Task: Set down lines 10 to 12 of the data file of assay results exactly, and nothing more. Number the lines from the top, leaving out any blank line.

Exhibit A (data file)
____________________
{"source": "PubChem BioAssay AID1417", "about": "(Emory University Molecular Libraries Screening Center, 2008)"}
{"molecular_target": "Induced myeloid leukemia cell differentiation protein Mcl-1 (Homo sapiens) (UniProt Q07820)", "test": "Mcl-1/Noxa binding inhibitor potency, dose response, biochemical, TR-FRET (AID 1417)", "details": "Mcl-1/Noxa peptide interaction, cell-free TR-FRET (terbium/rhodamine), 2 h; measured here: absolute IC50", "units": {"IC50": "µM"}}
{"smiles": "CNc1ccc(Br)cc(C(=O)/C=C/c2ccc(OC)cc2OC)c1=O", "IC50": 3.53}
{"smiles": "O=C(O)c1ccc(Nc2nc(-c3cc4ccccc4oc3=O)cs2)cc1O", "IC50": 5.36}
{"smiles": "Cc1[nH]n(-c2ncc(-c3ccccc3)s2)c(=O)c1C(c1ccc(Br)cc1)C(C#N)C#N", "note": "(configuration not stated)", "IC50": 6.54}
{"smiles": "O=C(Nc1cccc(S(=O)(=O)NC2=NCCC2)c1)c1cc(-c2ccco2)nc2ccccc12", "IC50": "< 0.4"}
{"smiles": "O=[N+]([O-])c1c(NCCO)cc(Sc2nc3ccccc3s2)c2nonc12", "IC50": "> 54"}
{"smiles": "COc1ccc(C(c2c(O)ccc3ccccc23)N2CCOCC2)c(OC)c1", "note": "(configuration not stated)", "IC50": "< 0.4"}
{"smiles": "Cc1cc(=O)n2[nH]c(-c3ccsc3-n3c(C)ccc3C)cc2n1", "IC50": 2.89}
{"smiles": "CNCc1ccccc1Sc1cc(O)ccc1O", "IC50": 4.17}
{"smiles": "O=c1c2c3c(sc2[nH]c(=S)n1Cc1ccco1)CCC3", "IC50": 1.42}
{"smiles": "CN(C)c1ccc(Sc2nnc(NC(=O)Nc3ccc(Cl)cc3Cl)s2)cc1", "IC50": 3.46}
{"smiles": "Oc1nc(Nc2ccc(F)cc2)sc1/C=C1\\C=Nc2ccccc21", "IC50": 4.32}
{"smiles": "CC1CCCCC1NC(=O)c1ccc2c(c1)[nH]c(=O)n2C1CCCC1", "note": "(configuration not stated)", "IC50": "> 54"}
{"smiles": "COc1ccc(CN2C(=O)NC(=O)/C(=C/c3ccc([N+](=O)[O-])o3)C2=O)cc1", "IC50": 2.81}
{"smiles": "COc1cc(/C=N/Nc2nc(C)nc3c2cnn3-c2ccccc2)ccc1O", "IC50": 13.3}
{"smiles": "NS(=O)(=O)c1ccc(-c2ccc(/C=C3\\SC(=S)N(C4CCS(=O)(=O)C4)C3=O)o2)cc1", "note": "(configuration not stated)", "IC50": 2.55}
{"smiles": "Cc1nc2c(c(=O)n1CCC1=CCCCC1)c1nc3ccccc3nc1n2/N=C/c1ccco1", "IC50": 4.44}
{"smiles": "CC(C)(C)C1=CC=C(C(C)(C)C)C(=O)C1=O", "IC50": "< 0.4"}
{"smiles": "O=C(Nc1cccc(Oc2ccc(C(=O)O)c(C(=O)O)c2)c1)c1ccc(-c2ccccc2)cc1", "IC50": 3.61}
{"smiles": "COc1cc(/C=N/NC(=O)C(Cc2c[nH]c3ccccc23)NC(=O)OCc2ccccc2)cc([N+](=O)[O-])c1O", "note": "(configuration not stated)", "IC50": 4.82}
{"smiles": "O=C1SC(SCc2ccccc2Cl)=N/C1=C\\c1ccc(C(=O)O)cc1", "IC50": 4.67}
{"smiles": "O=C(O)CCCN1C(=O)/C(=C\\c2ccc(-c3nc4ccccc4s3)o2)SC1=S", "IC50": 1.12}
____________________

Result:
{"smiles": "CNCc1ccccc1Sc1cc(O)ccc1O", "IC50": 4.17}
{"smiles": "O=c1c2c3c(sc2[nH]c(=S)n1Cc1ccco1)CCC3", "IC50": 1.42}
{"smiles": "CN(C)c1ccc(Sc2nnc(NC(=O)Nc3ccc(Cl)cc3Cl)s2)cc1", "IC50": 3.46}